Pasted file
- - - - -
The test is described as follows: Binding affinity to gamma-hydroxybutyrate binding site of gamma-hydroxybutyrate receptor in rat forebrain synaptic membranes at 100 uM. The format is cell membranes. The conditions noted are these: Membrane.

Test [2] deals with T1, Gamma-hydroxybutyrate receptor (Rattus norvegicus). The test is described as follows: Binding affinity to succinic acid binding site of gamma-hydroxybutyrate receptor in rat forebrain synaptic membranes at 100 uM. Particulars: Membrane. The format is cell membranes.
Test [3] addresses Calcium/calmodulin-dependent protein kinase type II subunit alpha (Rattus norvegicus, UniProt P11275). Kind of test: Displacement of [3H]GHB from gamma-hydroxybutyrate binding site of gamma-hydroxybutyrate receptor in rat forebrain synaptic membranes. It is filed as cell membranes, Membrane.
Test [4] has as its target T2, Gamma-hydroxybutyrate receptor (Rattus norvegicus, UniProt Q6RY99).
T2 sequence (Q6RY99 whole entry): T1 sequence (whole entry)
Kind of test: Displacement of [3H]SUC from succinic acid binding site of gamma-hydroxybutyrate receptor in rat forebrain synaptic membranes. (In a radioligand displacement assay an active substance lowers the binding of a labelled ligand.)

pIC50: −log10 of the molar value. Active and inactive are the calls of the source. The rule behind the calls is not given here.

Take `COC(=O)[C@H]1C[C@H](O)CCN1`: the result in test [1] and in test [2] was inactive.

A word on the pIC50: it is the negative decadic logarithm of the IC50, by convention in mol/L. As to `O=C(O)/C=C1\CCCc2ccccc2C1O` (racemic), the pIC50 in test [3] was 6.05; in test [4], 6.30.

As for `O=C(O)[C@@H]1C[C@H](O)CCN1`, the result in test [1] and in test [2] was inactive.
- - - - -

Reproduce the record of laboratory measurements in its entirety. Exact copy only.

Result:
The test is described as follows: Binding affinity to gamma-hydroxybutyrate binding site of gamma-hydroxybutyrate receptor in rat forebrain synaptic membranes at 100 uM. The format is cell membranes. The conditions noted are these: Membrane.

Test [2] deals with T1, Gamma-hydroxybutyrate receptor (Rattus norvegicus). The test is described as follows: Binding affinity to succinic acid binding site of gamma-hydroxybutyrate receptor in rat forebrain synaptic membranes at 100 uM. Particulars: Membrane. The format is cell membranes.
Test [3] addresses Calcium/calmodulin-dependent protein kinase type II subunit alpha (Rattus norvegicus, UniProt P11275). Kind of test: Displacement of [3H]GHB from gamma-hydroxybutyrate binding site of gamma-hydroxybutyrate receptor in rat forebrain synaptic membranes. It is filed as cell membranes, Membrane.
Test [4] has as its target T2, Gamma-hydroxybutyrate receptor (Rattus norvegicus, UniProt Q6RY99).
T2 sequence (Q6RY99 whole entry): T1 sequence (whole entry)
Kind of test: Displacement of [3H]SUC from succinic acid binding site of gamma-hydroxybutyrate receptor in rat forebrain synaptic membranes. (In a radioligand displacement assay an active substance lowers the binding of a labelled ligand.)

pIC50: −log10 of the molar value. Active and inactive are the calls of the source. The rule behind the calls is not given here.

Take `COC(=O)[C@H]1C[C@H](O)CCN1`: the result in test [1] and in test [2] was inactive.

A word on the pIC50: it is the negative decadic logarithm of the IC50, by convention in mol/L. As to `O=C(O)/C=C1\CCCc2ccccc2C1O` (racemic), the pIC50 in test [3] was 6.05; in test [4], 6.30.

As for `O=C(O)[C@@H]1C[C@H](O)CCN1`, the result in test [1] and in test [2] was inactive.